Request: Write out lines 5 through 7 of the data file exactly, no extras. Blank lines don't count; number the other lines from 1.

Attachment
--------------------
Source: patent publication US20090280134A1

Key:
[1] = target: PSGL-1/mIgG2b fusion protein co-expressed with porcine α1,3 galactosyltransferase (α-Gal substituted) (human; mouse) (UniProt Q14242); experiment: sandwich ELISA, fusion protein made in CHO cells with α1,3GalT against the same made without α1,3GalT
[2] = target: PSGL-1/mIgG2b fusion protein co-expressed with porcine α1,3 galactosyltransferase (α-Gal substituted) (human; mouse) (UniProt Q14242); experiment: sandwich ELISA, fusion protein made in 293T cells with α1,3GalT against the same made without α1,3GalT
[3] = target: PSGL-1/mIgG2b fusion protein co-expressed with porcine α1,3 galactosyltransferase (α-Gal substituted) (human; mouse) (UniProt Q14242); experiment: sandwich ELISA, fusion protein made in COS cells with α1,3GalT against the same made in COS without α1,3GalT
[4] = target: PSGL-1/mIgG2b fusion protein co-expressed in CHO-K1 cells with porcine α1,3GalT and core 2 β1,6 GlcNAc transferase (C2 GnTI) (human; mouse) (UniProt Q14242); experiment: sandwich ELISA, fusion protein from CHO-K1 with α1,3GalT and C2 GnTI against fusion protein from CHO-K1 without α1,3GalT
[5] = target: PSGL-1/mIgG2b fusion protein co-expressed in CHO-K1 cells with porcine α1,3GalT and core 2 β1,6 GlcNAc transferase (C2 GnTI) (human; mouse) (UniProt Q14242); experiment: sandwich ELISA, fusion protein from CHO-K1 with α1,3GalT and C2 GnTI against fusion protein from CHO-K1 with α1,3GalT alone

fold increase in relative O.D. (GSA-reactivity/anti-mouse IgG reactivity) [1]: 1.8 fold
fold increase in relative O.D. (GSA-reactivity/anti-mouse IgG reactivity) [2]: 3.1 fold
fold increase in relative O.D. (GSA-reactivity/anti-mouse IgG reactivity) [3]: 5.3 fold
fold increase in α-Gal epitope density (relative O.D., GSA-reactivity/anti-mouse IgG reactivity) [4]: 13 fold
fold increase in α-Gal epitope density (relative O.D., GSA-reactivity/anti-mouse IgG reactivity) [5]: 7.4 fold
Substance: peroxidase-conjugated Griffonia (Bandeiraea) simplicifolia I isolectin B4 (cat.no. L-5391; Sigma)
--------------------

[3] = target: PSGL-1/mIgG2b fusion protein co-expressed with porcine α1,3 galactosyltransferase (α-Gal substituted) (human; mouse) (UniProt Q14242); experiment: sandwich ELISA, fusion protein made in COS cells with α1,3GalT against the same made in COS without α1,3GalT
[4] = target: PSGL-1/mIgG2b fusion protein co-expressed in CHO-K1 cells with porcine α1,3GalT and core 2 β1,6 GlcNAc transferase (C2 GnTI) (human; mouse) (UniProt Q14242); experiment: sandwich ELISA, fusion protein from CHO-K1 with α1,3GalT and C2 GnTI against fusion protein from CHO-K1 without α1,3GalT
[5] = target: PSGL-1/mIgG2b fusion protein co-expressed in CHO-K1 cells with porcine α1,3GalT and core 2 β1,6 GlcNAc transferase (C2 GnTI) (human; mouse) (UniProt Q14242); experiment: sandwich ELISA, fusion protein from CHO-K1 with α1,3GalT and C2 GnTI against fusion protein from CHO-K1 with α1,3GalT alone